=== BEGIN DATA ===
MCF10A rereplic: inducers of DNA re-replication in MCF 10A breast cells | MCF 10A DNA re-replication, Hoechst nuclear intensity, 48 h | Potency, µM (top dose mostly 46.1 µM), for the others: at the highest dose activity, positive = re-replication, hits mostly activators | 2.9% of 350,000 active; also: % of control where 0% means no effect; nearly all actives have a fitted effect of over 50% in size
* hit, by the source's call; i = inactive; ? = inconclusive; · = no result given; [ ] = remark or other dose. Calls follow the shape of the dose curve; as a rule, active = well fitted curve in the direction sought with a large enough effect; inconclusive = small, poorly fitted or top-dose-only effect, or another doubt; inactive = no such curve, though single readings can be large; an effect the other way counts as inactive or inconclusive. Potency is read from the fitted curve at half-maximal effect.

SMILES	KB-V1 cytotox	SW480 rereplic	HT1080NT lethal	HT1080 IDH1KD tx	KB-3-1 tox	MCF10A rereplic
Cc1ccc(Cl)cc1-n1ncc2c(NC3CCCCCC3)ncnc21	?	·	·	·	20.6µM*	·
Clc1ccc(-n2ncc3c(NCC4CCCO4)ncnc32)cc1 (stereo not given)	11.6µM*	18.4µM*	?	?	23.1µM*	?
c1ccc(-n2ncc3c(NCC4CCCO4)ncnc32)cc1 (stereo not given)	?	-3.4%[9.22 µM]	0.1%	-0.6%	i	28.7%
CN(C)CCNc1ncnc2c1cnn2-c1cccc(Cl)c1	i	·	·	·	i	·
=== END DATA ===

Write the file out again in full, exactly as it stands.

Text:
MCF10A rereplic: inducers of DNA re-replication in MCF 10A breast cells | MCF 10A DNA re-replication, Hoechst nuclear intensity, 48 h | Potency, µM (top dose mostly 46.1 µM), for the others: at the highest dose activity, positive = re-replication, hits mostly activators | 2.9% of 350,000 active; also: % of control where 0% means no effect; nearly all actives have a fitted effect of over 50% in size
* hit, by the source's call; i = inactive; ? = inconclusive; · = no result given; [ ] = remark or other dose. Calls follow the shape of the dose curve; as a rule, active = well fitted curve in the direction sought with a large enough effect; inconclusive = small, poorly fitted or top-dose-only effect, or another doubt; inactive = no such curve, though single readings can be large; an effect the other way counts as inactive or inconclusive. Potency is read from the fitted curve at half-maximal effect.

SMILES	KB-V1 cytotox	SW480 rereplic	HT1080NT lethal	HT1080 IDH1KD tx	KB-3-1 tox	MCF10A rereplic
Cc1ccc(Cl)cc1-n1ncc2c(NC3CCCCCC3)ncnc21	?	·	·	·	20.6µM*	·
Clc1ccc(-n2ncc3c(NCC4CCCO4)ncnc32)cc1 (stereo not given)	11.6µM*	18.4µM*	?	?	23.1µM*	?
c1ccc(-n2ncc3c(NCC4CCCO4)ncnc32)cc1 (stereo not given)	?	-3.4%[9.22 µM]	0.1%	-0.6%	i	28.7%
CN(C)CCNc1ncnc2c1cnn2-c1cccc(Cl)c1	i	·	·	·	i	·